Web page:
If America ever had an empress, it would be Marjorie Merriweather Post. Heiress to the Post cereal fortune and four-times divorced, Marjorie was a socialite whose wealth was extraordinary. It enabled her to build estates like Mar-A-Lago, the fate of which would land in the hands of a modern-day president. But for how deep her pockets were, she knew that wealth meant nothing if it wasn’t in the service of others. It was her father who gave those wise words and whose tragic suicide would inevitably make her the wealthiest woman in America.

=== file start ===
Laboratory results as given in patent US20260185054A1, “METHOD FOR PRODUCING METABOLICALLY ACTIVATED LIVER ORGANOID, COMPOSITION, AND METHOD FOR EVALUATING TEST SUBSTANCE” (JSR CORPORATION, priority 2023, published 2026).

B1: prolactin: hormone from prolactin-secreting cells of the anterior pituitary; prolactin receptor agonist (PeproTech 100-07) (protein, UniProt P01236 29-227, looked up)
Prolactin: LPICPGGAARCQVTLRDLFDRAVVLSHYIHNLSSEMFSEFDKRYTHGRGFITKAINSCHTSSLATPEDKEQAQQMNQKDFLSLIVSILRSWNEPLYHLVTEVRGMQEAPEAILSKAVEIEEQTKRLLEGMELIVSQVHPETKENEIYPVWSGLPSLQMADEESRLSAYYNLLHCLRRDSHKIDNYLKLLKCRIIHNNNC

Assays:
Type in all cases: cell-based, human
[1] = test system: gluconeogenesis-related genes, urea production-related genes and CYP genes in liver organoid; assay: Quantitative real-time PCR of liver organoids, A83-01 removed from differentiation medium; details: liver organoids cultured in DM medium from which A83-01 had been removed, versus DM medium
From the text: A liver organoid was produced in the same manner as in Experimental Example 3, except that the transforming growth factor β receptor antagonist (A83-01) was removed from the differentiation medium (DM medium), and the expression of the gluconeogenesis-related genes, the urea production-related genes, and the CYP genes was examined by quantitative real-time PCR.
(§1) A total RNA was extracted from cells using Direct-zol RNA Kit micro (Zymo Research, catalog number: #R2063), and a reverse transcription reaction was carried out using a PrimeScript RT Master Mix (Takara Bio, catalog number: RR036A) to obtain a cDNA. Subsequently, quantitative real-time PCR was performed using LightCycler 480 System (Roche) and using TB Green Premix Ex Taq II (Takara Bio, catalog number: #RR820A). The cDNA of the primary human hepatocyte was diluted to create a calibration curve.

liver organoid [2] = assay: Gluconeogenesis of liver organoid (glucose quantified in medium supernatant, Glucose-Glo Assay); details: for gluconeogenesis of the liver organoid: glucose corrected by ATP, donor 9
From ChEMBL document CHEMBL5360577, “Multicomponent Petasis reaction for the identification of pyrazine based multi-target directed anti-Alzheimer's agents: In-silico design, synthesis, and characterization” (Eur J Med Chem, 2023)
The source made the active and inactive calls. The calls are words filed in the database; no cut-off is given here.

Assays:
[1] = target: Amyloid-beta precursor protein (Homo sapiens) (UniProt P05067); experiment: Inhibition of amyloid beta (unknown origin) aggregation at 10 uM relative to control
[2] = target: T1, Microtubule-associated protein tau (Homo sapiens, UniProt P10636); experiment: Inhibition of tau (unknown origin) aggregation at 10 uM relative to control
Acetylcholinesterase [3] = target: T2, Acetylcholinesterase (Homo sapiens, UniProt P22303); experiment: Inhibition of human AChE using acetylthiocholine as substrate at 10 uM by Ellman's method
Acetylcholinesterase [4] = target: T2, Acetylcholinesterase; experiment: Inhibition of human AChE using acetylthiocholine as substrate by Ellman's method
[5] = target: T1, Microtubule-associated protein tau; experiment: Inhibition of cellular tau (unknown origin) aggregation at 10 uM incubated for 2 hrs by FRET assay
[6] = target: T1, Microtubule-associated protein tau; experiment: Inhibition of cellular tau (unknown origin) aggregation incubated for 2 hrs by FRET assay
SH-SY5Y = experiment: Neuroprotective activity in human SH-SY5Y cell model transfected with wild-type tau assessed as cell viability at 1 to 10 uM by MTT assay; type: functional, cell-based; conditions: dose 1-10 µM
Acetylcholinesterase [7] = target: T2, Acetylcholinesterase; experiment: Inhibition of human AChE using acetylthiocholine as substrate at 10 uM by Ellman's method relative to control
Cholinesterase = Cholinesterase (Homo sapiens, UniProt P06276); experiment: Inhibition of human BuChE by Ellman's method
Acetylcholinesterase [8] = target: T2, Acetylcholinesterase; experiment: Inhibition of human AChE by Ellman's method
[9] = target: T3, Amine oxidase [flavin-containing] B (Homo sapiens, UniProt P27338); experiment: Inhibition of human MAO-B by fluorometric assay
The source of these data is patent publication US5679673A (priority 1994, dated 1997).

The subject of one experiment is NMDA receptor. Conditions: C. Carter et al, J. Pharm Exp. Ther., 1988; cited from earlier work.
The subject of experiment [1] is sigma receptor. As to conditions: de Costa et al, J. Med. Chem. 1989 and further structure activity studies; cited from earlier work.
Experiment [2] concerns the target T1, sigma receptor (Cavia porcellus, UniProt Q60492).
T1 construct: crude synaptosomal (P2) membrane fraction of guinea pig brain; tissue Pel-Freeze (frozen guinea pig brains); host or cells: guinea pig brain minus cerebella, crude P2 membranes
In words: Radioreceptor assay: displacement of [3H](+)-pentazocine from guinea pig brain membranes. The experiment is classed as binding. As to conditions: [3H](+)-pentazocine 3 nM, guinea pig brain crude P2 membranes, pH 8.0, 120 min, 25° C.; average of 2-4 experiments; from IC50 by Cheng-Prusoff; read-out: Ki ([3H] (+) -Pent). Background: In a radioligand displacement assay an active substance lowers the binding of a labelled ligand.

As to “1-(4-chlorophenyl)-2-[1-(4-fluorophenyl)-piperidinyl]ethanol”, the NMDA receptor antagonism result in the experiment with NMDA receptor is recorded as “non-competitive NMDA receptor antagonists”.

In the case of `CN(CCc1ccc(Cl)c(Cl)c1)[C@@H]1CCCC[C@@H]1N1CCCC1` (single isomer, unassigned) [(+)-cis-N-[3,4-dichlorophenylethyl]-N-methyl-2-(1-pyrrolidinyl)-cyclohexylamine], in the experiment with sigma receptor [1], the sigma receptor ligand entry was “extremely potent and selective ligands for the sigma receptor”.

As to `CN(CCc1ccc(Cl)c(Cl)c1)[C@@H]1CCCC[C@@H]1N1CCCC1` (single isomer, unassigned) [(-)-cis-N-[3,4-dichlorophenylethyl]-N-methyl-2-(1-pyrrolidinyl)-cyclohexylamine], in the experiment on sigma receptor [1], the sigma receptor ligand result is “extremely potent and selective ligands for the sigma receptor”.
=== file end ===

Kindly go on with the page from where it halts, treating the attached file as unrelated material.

Her Father Humbly Invented Postum Cereal
Marjorie Merriweather Post was born in Springfield, Illinois in 1887. She was the only child of C.W. Post and Ella Merriweather, both from middle-class backgrounds. In 1894, C.W. Post developed Postum, a coffee alternative drink made of wheatberries, bran, and molasses.
As a child, Post would help her father sell Postum to stores with no success. C.W. Post then developed a major advertising campaign to generate a demand for his product. The ads helped boost sales of Postum and by the time Marjorie was a teenager, her family had become multi-millionaires.